In ancient mythology, the phoenix is a brilliant bird with a fire spirit, colorful feathers and a tail of gold and scarlet.
Near the end of its life, after living at least 500 years, the phoenix builds itself a nest of twigs. Then, the nest ignites. Both the nest and the bird burn fiercely.
But from the ashes, a new, young phoenix arises — reborn and destined to live as long as its old self.
The women of the Pink Phoenix dragon boat team consider the mythical bird’s triumphant return to life to be symbolic of their own rebirth. All 85 women who paddle with the team have at one time been given a breast cancer diagnosis.
Like the phoenix, they’ve risen from the ashes to embark on a new life, a renewed commitment to life after surviving cancer.
Hard to miss
The women of the Pink Phoenix dragon boat team are hard to miss.
They wear pink life jackets. They carry paddles emblazoned with pink-colored “Pink Phoenix” stickers. And many wear pink clothing — hats, shirts, tank tops and gloves in various hues of the color.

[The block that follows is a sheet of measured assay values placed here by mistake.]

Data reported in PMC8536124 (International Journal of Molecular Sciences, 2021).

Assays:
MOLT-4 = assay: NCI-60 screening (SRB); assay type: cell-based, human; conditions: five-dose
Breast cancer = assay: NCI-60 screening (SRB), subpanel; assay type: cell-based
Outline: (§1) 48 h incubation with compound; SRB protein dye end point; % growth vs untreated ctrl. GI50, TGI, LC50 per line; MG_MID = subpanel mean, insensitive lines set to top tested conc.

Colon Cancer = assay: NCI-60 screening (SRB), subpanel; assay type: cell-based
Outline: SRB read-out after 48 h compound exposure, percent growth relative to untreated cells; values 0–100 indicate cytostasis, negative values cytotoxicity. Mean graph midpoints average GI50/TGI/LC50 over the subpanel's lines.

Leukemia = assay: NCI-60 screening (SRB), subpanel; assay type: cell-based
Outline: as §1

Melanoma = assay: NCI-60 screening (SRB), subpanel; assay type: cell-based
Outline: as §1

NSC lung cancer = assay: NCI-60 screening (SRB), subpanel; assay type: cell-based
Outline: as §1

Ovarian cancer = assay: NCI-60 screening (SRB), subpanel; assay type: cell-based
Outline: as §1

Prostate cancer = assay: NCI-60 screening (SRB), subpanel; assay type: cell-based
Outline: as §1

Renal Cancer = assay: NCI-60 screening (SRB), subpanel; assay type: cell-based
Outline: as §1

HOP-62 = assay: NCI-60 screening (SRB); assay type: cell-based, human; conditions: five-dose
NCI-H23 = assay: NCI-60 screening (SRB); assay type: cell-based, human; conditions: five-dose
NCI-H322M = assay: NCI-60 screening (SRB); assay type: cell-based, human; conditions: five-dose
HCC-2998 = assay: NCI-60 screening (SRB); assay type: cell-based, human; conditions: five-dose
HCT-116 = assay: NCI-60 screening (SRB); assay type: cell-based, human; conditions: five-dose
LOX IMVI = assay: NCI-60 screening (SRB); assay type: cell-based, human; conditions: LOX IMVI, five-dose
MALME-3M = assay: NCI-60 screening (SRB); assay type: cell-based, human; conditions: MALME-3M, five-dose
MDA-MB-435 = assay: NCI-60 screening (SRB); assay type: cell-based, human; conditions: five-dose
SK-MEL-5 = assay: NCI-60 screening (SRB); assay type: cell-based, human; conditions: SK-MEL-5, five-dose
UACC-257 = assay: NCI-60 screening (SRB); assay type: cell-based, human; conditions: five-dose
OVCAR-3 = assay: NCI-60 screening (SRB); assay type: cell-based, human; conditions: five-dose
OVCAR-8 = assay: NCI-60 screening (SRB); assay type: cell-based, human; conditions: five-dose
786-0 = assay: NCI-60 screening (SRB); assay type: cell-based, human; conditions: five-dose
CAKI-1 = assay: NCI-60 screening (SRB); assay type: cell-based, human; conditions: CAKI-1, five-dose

As the summer sun begins to set in Portland, two boats full of pink pull away from the dock at the RiverPlace Marina. After navigating through the moored boats in the marina, the paddlers propel the boat into the Willamette River.
“Take it away,” the caller in the front of the boat hollers.
At that, the 20 women on board drive the blades of their paddles into the water. After each stroke, they lean forward, their shoulders over their hips, and drive their paddles into the water again. Their bodies snap back as they use their cores to muscle the paddle through the river’s water.
The women spend the next hour practicing various aspects of dragon boat racing. They perform a series of power sets, paddling at full speed and strength for 30 seconds. They practice their race starts, making sure everyone is moving in unison to get the boat off to a strong start.